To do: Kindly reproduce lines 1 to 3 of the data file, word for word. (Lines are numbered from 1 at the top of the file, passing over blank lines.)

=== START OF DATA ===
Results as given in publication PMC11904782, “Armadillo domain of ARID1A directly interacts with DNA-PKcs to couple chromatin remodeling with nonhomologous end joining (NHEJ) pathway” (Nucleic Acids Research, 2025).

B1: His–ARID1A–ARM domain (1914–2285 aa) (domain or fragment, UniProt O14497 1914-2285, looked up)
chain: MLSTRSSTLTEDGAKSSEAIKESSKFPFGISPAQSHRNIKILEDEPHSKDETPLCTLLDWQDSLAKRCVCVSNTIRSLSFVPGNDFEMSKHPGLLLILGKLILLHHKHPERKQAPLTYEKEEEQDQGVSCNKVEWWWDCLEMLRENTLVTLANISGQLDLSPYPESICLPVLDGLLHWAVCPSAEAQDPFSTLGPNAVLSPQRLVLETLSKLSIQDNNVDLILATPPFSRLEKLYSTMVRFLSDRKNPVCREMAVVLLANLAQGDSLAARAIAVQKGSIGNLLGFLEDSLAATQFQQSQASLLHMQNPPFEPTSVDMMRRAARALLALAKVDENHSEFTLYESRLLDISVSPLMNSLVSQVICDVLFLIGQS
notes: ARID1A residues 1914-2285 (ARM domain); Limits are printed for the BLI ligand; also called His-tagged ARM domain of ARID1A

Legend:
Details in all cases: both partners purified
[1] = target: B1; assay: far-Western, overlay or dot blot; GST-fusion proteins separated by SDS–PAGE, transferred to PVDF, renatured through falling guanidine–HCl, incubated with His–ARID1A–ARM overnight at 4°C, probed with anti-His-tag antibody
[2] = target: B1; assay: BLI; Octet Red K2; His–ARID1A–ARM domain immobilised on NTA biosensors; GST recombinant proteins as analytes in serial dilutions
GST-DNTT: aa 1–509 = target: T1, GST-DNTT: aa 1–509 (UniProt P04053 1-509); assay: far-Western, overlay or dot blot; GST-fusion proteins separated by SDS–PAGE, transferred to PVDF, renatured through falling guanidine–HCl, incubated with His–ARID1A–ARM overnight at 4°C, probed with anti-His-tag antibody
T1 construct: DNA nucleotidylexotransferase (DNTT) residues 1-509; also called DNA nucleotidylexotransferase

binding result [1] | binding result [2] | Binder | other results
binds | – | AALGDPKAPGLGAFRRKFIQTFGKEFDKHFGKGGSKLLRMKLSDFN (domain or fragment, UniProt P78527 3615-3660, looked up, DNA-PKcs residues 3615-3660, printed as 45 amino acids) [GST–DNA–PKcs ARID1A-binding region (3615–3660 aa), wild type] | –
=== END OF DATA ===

Results as given in publication PMC11904782, “Armadillo domain of ARID1A directly interacts with DNA-PKcs to couple chromatin remodeling with nonhomologous end joining (NHEJ) pathway” (Nucleic Acids Research, 2025).

B1: His–ARID1A–ARM domain (1914–2285 aa) (domain or fragment, UniProt O14497 1914-2285, looked up)
chain: MLSTRSSTLTEDGAKSSEAIKESSKFPFGISPAQSHRNIKILEDEPHSKDETPLCTLLDWQDSLAKRCVCVSNTIRSLSFVPGNDFEMSKHPGLLLILGKLILLHHKHPERKQAPLTYEKEEEQDQGVSCNKVEWWWDCLEMLRENTLVTLANISGQLDLSPYPESICLPVLDGLLHWAVCPSAEAQDPFSTLGPNAVLSPQRLVLETLSKLSIQDNNVDLILATPPFSRLEKLYSTMVRFLSDRKNPVCREMAVVLLANLAQGDSLAARAIAVQKGSIGNLLGFLEDSLAATQFQQSQASLLHMQNPPFEPTSVDMMRRAARALLALAKVDENHSEFTLYESRLLDISVSPLMNSLVSQVICDVLFLIGQS